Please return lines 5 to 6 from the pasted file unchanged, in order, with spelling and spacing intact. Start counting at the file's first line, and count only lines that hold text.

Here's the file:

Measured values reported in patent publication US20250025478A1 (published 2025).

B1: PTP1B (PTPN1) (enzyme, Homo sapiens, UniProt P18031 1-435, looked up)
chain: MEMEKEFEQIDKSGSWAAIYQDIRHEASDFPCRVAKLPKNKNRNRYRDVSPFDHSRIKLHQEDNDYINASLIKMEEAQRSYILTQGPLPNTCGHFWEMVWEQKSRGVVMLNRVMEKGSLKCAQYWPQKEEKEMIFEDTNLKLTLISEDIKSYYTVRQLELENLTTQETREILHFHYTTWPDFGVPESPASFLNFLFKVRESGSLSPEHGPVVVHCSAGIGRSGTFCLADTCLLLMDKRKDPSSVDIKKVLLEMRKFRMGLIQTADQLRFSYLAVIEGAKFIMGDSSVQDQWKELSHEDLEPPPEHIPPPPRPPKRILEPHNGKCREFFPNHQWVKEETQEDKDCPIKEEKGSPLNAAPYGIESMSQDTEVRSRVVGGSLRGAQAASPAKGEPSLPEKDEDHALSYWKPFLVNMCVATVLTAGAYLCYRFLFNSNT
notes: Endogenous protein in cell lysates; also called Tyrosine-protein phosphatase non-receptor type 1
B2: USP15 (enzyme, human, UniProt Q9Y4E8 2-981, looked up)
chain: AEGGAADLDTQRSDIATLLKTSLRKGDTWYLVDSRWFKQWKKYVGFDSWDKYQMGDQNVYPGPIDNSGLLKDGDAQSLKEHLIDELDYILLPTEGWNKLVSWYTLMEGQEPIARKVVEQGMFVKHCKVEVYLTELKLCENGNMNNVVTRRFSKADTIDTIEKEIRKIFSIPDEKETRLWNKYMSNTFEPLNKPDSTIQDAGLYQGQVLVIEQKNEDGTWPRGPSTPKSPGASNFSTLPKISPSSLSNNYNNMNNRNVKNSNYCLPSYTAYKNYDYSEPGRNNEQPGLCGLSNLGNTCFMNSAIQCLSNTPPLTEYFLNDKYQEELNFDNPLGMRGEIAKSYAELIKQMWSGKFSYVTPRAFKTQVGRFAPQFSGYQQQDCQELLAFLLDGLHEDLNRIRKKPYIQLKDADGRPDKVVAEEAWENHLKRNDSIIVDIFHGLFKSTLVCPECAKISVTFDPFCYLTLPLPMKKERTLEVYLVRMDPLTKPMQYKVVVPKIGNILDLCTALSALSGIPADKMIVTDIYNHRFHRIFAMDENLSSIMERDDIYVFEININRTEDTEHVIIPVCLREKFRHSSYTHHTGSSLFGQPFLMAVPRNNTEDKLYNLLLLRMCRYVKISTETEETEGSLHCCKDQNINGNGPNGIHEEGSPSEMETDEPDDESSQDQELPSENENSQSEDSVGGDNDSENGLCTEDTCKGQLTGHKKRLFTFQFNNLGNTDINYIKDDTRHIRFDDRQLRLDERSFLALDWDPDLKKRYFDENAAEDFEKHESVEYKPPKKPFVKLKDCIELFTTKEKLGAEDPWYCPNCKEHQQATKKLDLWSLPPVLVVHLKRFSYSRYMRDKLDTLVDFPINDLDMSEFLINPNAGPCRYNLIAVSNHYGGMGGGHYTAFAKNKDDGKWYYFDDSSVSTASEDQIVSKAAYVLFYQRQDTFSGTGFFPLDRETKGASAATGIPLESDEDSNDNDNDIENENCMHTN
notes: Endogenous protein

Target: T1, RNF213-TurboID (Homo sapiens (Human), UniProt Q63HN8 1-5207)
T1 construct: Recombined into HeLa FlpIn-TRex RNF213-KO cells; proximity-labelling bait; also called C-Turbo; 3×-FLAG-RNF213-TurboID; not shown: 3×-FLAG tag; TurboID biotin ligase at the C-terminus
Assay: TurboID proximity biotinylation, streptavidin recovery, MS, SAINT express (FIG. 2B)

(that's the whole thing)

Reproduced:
B2: USP15 (enzyme, human, UniProt Q9Y4E8 2-981, looked up)
chain: AEGGAADLDTQRSDIATLLKTSLRKGDTWYLVDSRWFKQWKKYVGFDSWDKYQMGDQNVYPGPIDNSGLLKDGDAQSLKEHLIDELDYILLPTEGWNKLVSWYTLMEGQEPIARKVVEQGMFVKHCKVEVYLTELKLCENGNMNNVVTRRFSKADTIDTIEKEIRKIFSIPDEKETRLWNKYMSNTFEPLNKPDSTIQDAGLYQGQVLVIEQKNEDGTWPRGPSTPKSPGASNFSTLPKISPSSLSNNYNNMNNRNVKNSNYCLPSYTAYKNYDYSEPGRNNEQPGLCGLSNLGNTCFMNSAIQCLSNTPPLTEYFLNDKYQEELNFDNPLGMRGEIAKSYAELIKQMWSGKFSYVTPRAFKTQVGRFAPQFSGYQQQDCQELLAFLLDGLHEDLNRIRKKPYIQLKDADGRPDKVVAEEAWENHLKRNDSIIVDIFHGLFKSTLVCPECAKISVTFDPFCYLTLPLPMKKERTLEVYLVRMDPLTKPMQYKVVVPKIGNILDLCTALSALSGIPADKMIVTDIYNHRFHRIFAMDENLSSIMERDDIYVFEININRTEDTEHVIIPVCLREKFRHSSYTHHTGSSLFGQPFLMAVPRNNTEDKLYNLLLLRMCRYVKISTETEETEGSLHCCKDQNINGNGPNGIHEEGSPSEMETDEPDDESSQDQELPSENENSQSEDSVGGDNDSENGLCTEDTCKGQLTGHKKRLFTFQFNNLGNTDINYIKDDTRHIRFDDRQLRLDERSFLALDWDPDLKKRYFDENAAEDFEKHESVEYKPPKKPFVKLKDCIELFTTKEKLGAEDPWYCPNCKEHQQATKKLDLWSLPPVLVVHLKRFSYSRYMRDKLDTLVDFPINDLDMSEFLINPNAGPCRYNLIAVSNHYGGMGGGHYTAFAKNKDDGKWYYFDDSSVSTASEDQIVSKAAYVLFYQRQDTFSGTGFFPLDRETKGASAATGIPLESDEDSNDNDNDIENENCMHTN